Thursday, June 30, 2011

Of Bards and Poets

In my misspent Russian youth, I passed more time in forests and tents than I did in civilization. And I think I hugged more guitars than I did people. Surprisingly, I drank more tea than vodka, which was an anomaly among the Russian bards.

The Russian bard movement goes back a long way, but it had certainly become one of the biggest underground political movements under the Soviet regime. The title “bard” could be almost synonymous with a rebel. A person walking down the street with a guitar always got a double look – a mixture of curiosity, respect, and anxiousness. People who played guitars had a tendency to write mutinous verses so contagious, the words spread through the country faster than television broadcasts.

In summer, the bard movement blossomed. Herds of young people fed up with the political status quo headed for the woods, trekking tents, sleeping bags, and sooty pots on their backs. And guitars. Every weekend, there was a bard festival somewhere, always clandestine, far from the big roads, and advertised only by word of mouth. Sometimes it was miles away from an in-the-middle-of-nowhere train station, or sometimes it was on a small island in the middle of a river, accessible only by canoes. There, in middle of the Russian woods, thick with mosquitos and stinging nettle, there were no eavesdropping devices, hidden microphones, or zealous neighbors. The only bugs you were exposed to were those that bit you but didn’t record your political jokes. Sitting on a wet log next to a campfire with a cup of tea sprinkled with grey ash for frosting, we sang songs about the idiocy of our apparatchiks, our wanderlust for the unattainable foreign lands, and the imminent fall of the Soviet colossus.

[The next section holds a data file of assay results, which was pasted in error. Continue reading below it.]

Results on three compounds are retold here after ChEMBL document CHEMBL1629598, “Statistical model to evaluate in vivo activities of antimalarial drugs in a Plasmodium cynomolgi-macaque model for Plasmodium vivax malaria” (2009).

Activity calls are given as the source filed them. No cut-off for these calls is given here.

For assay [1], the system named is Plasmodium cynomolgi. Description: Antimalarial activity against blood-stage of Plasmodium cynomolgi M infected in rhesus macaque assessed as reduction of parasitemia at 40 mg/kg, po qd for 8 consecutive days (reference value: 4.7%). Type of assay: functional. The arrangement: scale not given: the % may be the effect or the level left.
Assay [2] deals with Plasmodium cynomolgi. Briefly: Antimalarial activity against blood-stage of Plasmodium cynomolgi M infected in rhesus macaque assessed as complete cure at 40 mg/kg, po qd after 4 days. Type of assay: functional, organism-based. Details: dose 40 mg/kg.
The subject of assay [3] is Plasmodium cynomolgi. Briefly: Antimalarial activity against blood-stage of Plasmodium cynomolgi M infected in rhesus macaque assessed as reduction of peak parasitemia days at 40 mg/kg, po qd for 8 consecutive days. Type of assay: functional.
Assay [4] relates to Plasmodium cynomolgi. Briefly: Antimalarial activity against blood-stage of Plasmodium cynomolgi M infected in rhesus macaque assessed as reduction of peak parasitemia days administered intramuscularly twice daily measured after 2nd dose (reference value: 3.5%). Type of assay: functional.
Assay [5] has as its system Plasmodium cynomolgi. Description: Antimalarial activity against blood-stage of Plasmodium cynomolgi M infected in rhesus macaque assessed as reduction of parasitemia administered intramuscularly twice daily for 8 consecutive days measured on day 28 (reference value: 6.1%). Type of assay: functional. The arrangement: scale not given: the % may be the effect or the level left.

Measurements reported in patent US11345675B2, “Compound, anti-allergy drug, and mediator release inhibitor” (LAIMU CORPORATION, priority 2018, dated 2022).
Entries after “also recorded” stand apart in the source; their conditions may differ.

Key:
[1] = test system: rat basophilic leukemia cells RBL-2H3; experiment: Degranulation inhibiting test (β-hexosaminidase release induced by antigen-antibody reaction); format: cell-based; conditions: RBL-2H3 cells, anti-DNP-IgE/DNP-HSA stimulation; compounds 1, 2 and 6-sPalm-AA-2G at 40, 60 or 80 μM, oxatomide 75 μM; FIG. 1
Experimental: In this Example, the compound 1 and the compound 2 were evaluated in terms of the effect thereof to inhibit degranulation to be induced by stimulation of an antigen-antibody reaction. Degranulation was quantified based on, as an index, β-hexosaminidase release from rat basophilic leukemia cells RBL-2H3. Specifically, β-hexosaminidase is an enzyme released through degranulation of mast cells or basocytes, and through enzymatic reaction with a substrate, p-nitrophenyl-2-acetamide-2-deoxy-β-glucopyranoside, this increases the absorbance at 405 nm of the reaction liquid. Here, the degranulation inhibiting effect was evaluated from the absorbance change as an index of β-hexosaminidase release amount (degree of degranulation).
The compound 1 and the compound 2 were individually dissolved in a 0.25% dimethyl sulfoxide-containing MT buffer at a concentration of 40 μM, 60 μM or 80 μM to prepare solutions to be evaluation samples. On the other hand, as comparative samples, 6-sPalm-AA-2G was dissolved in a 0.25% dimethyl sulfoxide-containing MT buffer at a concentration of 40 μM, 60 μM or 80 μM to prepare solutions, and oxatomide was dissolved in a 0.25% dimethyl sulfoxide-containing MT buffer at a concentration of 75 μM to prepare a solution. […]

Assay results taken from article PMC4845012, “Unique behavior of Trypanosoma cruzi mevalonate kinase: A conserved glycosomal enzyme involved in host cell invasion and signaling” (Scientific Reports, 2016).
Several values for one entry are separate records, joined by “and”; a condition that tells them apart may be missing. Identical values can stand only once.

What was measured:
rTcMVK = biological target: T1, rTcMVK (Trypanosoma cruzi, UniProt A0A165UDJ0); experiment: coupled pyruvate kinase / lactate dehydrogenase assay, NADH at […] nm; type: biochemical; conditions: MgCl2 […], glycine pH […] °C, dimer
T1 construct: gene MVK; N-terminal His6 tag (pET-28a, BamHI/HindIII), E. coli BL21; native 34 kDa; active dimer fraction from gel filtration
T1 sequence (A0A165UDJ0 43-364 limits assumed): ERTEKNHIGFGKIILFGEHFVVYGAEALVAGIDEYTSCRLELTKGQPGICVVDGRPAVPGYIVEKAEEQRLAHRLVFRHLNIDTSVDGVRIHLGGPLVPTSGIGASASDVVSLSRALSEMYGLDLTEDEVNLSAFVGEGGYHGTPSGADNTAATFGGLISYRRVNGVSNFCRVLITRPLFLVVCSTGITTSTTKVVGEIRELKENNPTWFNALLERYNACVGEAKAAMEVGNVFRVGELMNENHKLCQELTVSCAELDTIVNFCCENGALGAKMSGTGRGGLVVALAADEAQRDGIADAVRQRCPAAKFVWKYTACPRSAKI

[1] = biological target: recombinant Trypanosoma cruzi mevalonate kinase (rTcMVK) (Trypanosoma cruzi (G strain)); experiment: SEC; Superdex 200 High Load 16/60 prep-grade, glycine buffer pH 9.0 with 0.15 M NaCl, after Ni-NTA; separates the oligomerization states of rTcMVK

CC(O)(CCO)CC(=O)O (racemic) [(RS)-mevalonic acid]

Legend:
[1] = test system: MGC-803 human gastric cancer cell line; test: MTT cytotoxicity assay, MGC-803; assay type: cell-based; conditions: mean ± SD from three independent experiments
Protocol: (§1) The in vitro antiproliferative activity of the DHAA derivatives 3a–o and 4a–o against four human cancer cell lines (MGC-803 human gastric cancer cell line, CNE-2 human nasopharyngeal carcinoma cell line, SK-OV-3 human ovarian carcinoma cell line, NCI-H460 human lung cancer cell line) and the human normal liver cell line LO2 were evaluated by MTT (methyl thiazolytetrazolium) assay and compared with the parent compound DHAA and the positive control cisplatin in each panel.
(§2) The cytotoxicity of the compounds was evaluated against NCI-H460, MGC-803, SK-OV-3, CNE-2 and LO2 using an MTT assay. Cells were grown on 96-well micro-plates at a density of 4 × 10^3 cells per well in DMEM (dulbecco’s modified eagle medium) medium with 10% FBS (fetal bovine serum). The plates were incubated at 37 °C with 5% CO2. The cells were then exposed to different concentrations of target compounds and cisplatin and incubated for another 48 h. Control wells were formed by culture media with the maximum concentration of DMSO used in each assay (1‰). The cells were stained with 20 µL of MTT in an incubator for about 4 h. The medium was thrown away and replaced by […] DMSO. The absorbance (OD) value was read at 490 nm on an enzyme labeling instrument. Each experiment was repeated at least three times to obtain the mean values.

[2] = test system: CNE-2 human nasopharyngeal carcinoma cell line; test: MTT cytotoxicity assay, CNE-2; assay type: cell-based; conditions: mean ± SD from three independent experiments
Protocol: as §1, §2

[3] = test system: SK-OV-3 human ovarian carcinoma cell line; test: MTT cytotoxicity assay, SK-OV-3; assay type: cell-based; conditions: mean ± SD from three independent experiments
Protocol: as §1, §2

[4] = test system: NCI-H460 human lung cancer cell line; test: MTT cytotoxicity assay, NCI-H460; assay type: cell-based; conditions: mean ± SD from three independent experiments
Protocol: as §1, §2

Until it finally fell.

The first few years in New York, I missed the bard movement so much, I timed my first back-to-Russia trip with my favorite festival. A few years later, I did it again. Then, over the course of the years, I slowly grew out of the movement, partially because I found other music and art forms I liked, and partially because there was not so much to rebel against. Yet my ears still tune up to the jingling melody of an acoustic guitar. There’s just something so philosophical and thought-provoking in its subtle strumming.

Americans pledged their negligence to electric guitars attached to mighty amplifiers. Where the Russians were quietly rebellious, the Americans protested with deafening authority. So I was surprised, impressed, and intrigued when at an open mike performance at eGarage, an indie theater in Long Island City, New York, Frank Giallombardo, a spoken word poet, walked up to the stage with a guitar that reminded me so much of the instrument of choice of my woodland adolescence. Even more amazingly, so did his song, a sarcastic ridicule of modern poetry – that has no poetry at all. It’s true, not everyone who claims themselves a poet is.

Frank was, and so here he is.


  1. Lina, I can so picture you in the Russian woods, sitting around a campfire and listening to these rebellious songs. Was the criticism in the lyrics very explicit, or did they write the songs so you had to read between the lines? And is any of this music available for sale today now that the Soviet Union is history?

  2. I think there was more between the lines - lots of hints, allegories, and parallels to draw. I think a lot of that music still can be found, I personally have a friend who recorded EVERYTHING starting from the early 80s, first on those huge tape reels, then on cassettes, and now probably digital. I wish I kept more pictures; I think they still must exist somewhere in my annals, maybe I'll find them one day.

  3. I hope you can track down those photos. They are not just part of your past but also part of Russian history. These musical excursions into the Russian woods are so fascinating because gives us a glimpse of what life was like for regular folks who didn't want to toe the line.